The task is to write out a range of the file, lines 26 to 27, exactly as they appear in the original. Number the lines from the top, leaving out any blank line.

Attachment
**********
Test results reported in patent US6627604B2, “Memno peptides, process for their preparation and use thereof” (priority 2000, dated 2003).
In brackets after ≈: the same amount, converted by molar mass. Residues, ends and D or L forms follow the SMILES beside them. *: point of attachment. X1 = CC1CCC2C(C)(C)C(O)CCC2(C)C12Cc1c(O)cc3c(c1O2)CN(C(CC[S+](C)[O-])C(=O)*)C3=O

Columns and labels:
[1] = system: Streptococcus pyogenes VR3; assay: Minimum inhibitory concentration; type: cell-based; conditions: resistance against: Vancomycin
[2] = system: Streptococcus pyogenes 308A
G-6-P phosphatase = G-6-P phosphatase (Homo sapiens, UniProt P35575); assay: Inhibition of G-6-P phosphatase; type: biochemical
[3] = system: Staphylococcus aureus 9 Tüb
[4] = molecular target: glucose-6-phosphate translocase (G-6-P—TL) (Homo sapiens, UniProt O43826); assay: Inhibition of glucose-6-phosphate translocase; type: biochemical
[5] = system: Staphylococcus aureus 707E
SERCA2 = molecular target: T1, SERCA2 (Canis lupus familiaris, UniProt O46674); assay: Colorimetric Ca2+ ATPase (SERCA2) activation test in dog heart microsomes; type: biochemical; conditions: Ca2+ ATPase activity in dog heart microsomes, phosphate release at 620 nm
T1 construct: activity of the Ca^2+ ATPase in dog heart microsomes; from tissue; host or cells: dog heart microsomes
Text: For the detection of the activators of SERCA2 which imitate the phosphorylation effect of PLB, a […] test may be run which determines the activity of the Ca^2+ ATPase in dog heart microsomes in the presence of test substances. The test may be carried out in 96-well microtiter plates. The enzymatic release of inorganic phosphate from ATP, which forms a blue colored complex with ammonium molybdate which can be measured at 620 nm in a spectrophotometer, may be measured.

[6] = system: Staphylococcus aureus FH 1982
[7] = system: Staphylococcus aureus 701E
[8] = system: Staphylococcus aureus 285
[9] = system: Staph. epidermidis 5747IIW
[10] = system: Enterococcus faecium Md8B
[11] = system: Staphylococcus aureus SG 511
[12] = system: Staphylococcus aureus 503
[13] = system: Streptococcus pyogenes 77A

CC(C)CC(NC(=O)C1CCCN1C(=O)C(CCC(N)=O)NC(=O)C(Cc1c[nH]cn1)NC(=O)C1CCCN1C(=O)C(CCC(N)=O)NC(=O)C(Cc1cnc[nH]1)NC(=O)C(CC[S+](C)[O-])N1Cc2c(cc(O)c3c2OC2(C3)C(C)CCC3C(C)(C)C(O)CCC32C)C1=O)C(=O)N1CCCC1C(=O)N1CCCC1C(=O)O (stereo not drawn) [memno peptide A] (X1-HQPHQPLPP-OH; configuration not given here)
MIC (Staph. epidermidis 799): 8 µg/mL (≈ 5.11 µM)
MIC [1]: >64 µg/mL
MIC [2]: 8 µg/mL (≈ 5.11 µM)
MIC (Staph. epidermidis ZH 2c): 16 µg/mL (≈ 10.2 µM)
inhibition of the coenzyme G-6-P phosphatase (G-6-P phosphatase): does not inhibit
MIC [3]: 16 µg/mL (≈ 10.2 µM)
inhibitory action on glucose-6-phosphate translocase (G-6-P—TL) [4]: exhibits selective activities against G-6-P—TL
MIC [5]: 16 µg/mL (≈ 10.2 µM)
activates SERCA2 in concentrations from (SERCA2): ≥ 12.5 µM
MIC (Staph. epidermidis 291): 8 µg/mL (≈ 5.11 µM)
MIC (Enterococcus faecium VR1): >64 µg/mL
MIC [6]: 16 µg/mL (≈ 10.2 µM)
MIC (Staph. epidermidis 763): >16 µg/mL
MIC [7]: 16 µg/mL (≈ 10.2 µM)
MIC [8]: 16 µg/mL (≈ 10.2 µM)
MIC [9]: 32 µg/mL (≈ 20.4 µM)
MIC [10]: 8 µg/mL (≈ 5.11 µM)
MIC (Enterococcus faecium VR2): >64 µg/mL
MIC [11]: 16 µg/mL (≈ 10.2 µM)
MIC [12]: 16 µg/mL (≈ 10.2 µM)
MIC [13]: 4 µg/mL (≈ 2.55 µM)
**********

inhibition of the coenzyme G-6-P phosphatase (G-6-P phosphatase): does not inhibit
MIC [3]: 16 µg/mL (≈ 10.2 µM)